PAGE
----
Margaret Thatcher was a PR dream

PAN Media

This post is courtesy of Andy Barr and originally appeared on The Drum.

April 8, 2013

There are a number of reasons why I loved Baroness Thatcher. In my early life she was the main focus of my A-Level Politics classes and so inspired me that I bought her diaries (I was not a spod at school, honest).

In my working career, I worked for a few companies that were truly throttled by trade unions and her words and policies from her books were always going through my mind during every stand-up argument (and in some instances fights) I had the displeasure of witnessing.

Setting politics aside, she was a great and iconic leader. One of her greatest traits was her ability to identify and execute brilliant public relations opportunities.

Here’s my Top 5:

The Falklands

When Argentina invaded the tiny Falkland Islands in 1982, many world leaders doubted that the UK would have the resource or stomach for a battle to take them back. Thatcher was not having any of it. Winning back the Falklands was a huge victory for the UK and Thatcher, not least because it united the country and she was seen as the spearhead figure fighting for our rights on the global stage.

Privatisation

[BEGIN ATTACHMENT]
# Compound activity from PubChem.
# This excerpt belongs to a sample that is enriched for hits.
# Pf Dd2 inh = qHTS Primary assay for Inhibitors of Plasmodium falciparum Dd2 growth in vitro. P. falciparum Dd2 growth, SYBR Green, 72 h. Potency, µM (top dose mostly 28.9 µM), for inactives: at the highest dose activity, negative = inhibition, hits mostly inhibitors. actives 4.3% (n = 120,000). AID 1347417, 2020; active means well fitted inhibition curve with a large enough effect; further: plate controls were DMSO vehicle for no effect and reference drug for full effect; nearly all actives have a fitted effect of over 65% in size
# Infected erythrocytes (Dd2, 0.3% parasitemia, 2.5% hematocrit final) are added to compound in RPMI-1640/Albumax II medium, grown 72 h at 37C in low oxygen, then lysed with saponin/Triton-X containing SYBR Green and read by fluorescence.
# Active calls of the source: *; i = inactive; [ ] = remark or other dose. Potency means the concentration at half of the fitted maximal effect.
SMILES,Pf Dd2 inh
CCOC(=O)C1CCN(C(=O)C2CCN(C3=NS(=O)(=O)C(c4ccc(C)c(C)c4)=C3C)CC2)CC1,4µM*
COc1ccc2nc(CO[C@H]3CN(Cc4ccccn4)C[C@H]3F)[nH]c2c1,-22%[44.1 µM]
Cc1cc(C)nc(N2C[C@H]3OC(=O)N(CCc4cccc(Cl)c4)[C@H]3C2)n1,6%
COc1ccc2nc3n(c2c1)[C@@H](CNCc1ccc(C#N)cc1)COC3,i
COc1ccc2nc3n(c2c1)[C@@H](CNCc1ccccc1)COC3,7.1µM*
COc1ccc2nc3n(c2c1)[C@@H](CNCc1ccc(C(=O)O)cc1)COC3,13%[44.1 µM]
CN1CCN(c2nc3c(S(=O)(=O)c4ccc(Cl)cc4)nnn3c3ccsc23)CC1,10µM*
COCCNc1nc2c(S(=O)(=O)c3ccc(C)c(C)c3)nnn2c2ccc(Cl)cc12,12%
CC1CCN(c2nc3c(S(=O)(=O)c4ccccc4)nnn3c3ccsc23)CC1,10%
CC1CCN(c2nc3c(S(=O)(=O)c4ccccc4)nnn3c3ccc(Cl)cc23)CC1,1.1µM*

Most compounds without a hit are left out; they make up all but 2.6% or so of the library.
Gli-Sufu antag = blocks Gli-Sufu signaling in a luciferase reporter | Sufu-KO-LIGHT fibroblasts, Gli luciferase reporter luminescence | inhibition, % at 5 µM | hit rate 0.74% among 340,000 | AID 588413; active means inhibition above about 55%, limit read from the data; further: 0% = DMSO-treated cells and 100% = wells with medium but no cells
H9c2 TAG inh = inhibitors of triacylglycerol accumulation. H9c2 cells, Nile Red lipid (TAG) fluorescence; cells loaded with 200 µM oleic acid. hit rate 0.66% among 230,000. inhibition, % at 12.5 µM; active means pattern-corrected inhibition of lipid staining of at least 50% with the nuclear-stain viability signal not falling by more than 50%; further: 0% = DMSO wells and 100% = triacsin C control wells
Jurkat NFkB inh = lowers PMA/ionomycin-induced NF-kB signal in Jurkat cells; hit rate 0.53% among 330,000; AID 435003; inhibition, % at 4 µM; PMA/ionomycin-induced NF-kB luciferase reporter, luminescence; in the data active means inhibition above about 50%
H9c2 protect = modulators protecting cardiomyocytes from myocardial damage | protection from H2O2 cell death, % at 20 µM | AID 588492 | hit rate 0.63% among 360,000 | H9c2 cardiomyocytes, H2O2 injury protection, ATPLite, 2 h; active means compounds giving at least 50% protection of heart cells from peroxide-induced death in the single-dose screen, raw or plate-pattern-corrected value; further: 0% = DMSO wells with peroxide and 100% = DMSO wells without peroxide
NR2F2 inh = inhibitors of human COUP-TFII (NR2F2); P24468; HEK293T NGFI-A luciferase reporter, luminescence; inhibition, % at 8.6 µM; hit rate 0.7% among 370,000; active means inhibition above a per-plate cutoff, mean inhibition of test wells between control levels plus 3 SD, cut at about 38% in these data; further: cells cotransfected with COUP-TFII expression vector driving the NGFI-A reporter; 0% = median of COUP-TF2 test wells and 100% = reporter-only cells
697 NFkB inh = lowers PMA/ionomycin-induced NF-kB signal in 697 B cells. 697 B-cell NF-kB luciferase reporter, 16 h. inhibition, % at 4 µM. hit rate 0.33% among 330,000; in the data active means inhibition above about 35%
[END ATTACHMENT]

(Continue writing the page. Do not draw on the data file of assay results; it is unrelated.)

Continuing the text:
Telecommunications, gas, electricity, airlines and coal: Thatcher oversaw the privatisation of it all. She stuck resolutely by her plans and fought her way through year-long strikes to persevere and reach her plans. In today’s flip-flop world of policy reversals and gaffes, Thatcher’s results speak for themselves and her privatisation plans are a great testament to that.

Her Handbag

She wielded that handbag like it was a weapon and, to many world leaders, it truly was. Many have told the tale about how she used it to move her fellow global leaders out of her way so that she could be at the front for the pictures.

We are led to believe that inside it contained notes and figures about every potential question she could be asked. This is probably where companies got the idea to create A-Z documents of every potential negative question that they could be asked.

Soundbites – “The lady’s not for turning”

18 months into her first term the country was fighting to get out of its economic gloom, the cuts she had implemented were hitting people hard and the opening battles with the unions were not going to plan. Thatcher knew that her credibility was key at this low point and to keep it she had to remain on course. The turning-lady phrase was another iconic moment; it demonstrated her willingness to lay it all on the line to make sure that she got the job done.

She knew her weaknesses and adapted

Thatcher paved the way for a new type of politics in the UK. No doubt she would have been horrified at where it has now ended up, but the record books will show that she was the first politician in the UK to get style and presentation advice from her PR advisors.

Don’t let that mislead us into thinking that she was a puppet, no chance - all the ideas were her own. However, how she communicated them was down to a carefully crafted PR machine that made sure she was positioned in the best way possible.

Continue reading on The Drum...

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